In an interview with Zane Lowe on his upcoming album, Burna Boy speaking on the lack of understanding of his kind of craft and not fully gaining acceptance from Nigerians in Nigeria which was what birthed the title of his upcoming album ‘I Told Them’, said that Nigerian music and Afrobeats lack substance and it’s all fun.
“90 percent of these people have no real-life experience that they can understand which is why Afrobeats as people call it is mostly about nothing. Literally nothing. There’s no substance to it like this. Nobody’s talking about anything. It’s just a great time. It’s an amazing time. You know, I mean, but at the end of the day, life is not an amazing time,” he said.
So far Burna Boy has gotten negative feedback from fans and critics alike who have condemned him for undermining the whole essence of Afrobeats. Music journalist Joey Akan has taken to his social media to condemn the statement saying “Whenever Burna Boy has to sell a new album to a foreign, Westernised market, he finds a divisive narrative to bestow him exceptionalism in a market that does not know his backstory or lack the proper context to process his b*s. He cannibalises his people for strangers who are yet to fully commit to him.”
@jubrilZakariyau from Twitter responded to the tweet saying “ After climbing up, burn the ladder and be the only one at the top. Burna Boy is just surprised that despite burning the ladder people like Asake, Rema, and Co are sitting right at the top without Diddy.”
Reference to how Burna Boy’s album ‘Twice as Tall’ reached global success partly due to the collaboration he had with Hip Hop mogul Sean Combs popularly known as P.Diddy who helped to promote the album which eventually got Burna Boy his Grammy win in 2021.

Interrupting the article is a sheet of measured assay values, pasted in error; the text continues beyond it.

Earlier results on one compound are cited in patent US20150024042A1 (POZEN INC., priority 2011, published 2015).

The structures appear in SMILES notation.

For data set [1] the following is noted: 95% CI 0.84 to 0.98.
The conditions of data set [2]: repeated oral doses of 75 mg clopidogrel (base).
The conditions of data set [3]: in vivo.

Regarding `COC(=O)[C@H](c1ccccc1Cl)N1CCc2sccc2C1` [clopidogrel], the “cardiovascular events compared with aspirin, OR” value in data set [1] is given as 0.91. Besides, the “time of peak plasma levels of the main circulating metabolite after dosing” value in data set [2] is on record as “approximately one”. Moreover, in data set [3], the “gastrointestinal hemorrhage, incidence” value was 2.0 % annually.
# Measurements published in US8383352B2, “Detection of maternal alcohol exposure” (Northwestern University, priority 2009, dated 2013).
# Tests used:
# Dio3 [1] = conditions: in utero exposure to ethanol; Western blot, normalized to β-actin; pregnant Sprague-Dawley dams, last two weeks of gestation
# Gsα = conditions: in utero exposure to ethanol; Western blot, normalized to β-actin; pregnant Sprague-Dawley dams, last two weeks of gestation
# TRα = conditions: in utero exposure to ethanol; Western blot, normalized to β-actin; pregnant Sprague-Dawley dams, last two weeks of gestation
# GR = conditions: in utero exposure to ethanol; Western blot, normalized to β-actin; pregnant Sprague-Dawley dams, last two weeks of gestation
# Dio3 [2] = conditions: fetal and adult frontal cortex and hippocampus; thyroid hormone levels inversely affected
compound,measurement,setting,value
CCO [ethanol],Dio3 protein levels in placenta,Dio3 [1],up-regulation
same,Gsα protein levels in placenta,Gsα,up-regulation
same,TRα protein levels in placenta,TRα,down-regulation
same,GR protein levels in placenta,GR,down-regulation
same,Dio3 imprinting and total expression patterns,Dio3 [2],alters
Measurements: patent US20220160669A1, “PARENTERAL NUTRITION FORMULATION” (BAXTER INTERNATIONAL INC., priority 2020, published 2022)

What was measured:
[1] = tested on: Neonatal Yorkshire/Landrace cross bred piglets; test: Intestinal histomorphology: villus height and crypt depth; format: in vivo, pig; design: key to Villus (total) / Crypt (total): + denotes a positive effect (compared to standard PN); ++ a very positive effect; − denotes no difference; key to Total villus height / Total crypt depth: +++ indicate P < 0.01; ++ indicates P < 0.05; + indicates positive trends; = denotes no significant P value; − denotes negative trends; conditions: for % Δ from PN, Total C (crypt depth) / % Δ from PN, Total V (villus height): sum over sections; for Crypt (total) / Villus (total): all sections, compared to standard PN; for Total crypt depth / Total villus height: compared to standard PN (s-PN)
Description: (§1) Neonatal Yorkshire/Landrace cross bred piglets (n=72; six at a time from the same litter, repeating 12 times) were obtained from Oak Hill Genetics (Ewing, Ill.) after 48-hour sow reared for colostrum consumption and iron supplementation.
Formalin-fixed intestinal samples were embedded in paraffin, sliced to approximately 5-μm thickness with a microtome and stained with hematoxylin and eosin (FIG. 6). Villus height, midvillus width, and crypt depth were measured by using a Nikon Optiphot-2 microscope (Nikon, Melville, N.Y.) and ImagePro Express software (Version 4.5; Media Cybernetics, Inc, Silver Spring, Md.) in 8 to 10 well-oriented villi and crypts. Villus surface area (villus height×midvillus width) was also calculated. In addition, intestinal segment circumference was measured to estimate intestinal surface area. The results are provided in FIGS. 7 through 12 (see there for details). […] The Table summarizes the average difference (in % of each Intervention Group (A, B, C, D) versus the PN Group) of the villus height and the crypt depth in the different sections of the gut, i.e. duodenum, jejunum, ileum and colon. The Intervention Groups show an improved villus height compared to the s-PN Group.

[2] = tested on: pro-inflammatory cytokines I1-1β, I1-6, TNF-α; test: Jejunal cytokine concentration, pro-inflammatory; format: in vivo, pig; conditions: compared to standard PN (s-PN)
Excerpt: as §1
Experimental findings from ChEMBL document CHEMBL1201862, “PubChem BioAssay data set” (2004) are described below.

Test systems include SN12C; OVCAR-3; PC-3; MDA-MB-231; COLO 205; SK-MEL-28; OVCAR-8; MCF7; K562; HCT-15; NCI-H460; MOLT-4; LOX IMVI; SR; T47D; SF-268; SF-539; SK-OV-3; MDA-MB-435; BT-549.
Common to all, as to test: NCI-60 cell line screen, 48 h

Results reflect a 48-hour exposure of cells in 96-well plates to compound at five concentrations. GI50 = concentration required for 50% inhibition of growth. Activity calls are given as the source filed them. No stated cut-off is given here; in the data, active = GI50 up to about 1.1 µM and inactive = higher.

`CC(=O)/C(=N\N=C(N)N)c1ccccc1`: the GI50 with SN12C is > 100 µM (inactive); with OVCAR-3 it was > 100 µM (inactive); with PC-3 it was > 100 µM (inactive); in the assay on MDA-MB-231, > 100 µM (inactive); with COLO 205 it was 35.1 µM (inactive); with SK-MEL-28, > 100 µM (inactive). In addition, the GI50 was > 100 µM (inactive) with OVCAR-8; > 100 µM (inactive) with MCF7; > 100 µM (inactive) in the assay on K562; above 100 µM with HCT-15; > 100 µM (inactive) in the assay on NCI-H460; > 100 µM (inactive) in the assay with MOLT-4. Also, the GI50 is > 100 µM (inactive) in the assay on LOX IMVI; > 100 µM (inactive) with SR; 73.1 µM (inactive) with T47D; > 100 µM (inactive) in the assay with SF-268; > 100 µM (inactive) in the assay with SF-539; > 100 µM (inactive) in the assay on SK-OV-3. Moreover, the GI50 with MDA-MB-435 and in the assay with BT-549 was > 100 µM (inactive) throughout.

Akan further asserts that Nigerian music possesses depth, reflecting the nation’s affinity for celebration through rhythm and emotional resonance in upbeat music. The recurrent use of drums exemplifies this, with Nigerian pop music serving as an avenue for both escapism and realism. Akan acknowledges Burna Boy’s observation that the music brings joy but counters that the positivity stems from a natural yearning for emotional upliftment, highlighting the depth within Nigerian lyrics. Akan further illustrates this by referencing artists like Omah Lay, Shallipopi, and Odumodublvck, who delve into themes of mental health, self-actualization through survival, and love, showcasing the intricate layers beneath the danceable melodies.
Akan concludes by challenging the audience’s perception of Nigerian music, emphasising that even when dancing to seemingly carefree songs, there often lies a narrative of struggle, trauma, and reliance on substance to cope. The article prompts readers to reevaluate their understanding of the music’s messages, encouraging a deeper appreciation for the multifaceted stories that unfold within the energetic rhythms of Nigerian pop music.